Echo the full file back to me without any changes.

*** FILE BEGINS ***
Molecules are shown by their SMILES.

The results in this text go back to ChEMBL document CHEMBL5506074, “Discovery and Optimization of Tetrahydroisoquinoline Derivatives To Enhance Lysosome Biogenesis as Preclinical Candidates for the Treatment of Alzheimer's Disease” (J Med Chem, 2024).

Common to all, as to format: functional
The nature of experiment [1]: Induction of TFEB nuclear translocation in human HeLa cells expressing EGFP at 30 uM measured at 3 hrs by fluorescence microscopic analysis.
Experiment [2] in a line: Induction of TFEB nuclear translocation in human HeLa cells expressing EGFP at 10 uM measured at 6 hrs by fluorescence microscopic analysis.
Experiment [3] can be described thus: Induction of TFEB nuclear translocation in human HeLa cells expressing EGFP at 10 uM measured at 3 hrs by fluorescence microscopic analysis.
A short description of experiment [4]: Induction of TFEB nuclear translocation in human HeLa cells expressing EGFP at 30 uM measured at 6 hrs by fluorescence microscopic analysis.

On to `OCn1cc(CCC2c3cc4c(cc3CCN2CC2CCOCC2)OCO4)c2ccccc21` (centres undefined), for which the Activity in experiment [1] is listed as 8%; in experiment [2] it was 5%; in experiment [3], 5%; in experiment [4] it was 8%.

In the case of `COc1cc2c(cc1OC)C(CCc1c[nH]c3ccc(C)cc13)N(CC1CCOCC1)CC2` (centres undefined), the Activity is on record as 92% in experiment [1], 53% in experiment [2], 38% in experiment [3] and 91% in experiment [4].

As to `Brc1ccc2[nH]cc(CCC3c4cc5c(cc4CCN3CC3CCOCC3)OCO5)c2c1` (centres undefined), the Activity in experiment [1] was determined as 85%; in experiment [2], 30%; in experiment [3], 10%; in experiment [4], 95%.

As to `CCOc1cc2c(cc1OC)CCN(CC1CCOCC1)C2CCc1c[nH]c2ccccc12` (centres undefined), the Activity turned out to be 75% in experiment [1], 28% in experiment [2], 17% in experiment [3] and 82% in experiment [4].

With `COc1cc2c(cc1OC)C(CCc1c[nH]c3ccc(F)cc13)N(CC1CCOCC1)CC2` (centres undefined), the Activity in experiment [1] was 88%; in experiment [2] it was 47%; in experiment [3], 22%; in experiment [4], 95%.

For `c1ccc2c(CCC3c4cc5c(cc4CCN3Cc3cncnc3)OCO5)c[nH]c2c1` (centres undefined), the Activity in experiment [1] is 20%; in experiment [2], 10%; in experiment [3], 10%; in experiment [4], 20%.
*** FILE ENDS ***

Molecules are shown by their SMILES.

The results in this text go back to ChEMBL document CHEMBL5506074, “Discovery and Optimization of Tetrahydroisoquinoline Derivatives To Enhance Lysosome Biogenesis as Preclinical Candidates for the Treatment of Alzheimer's Disease” (J Med Chem, 2024).

Common to all, as to format: functional
The nature of experiment [1]: Induction of TFEB nuclear translocation in human HeLa cells expressing EGFP at 30 uM measured at 3 hrs by fluorescence microscopic analysis.
Experiment [2] in a line: Induction of TFEB nuclear translocation in human HeLa cells expressing EGFP at 10 uM measured at 6 hrs by fluorescence microscopic analysis.
Experiment [3] can be described thus: Induction of TFEB nuclear translocation in human HeLa cells expressing EGFP at 10 uM measured at 3 hrs by fluorescence microscopic analysis.
A short description of experiment [4]: Induction of TFEB nuclear translocation in human HeLa cells expressing EGFP at 30 uM measured at 6 hrs by fluorescence microscopic analysis.

On to `OCn1cc(CCC2c3cc4c(cc3CCN2CC2CCOCC2)OCO4)c2ccccc21` (centres undefined), for which the Activity in experiment [1] is listed as 8%; in experiment [2] it was 5%; in experiment [3], 5%; in experiment [4] it was 8%.

In the case of `COc1cc2c(cc1OC)C(CCc1c[nH]c3ccc(C)cc13)N(CC1CCOCC1)CC2` (centres undefined), the Activity is on record as 92% in experiment [1], 53% in experiment [2], 38% in experiment [3] and 91% in experiment [4].

As to `Brc1ccc2[nH]cc(CCC3c4cc5c(cc4CCN3CC3CCOCC3)OCO5)c2c1` (centres undefined), the Activity in experiment [1] was determined as 85%; in experiment [2], 30%; in experiment [3], 10%; in experiment [4], 95%.

As to `CCOc1cc2c(cc1OC)CCN(CC1CCOCC1)C2CCc1c[nH]c2ccccc12` (centres undefined), the Activity turned out to be 75% in experiment [1], 28% in experiment [2], 17% in experiment [3] and 82% in experiment [4].

With `COc1cc2c(cc1OC)C(CCc1c[nH]c3ccc(F)cc13)N(CC1CCOCC1)CC2` (centres undefined), the Activity in experiment [1] was 88%; in experiment [2] it was 47%; in experiment [3], 22%; in experiment [4], 95%.

For `c1ccc2c(CCC3c4cc5c(cc4CCN3Cc3cncnc3)OCO5)c[nH]c2c1` (centres undefined), the Activity in experiment [1] is 20%; in experiment [2], 10%; in experiment [3], 10%; in experiment [4], 20%.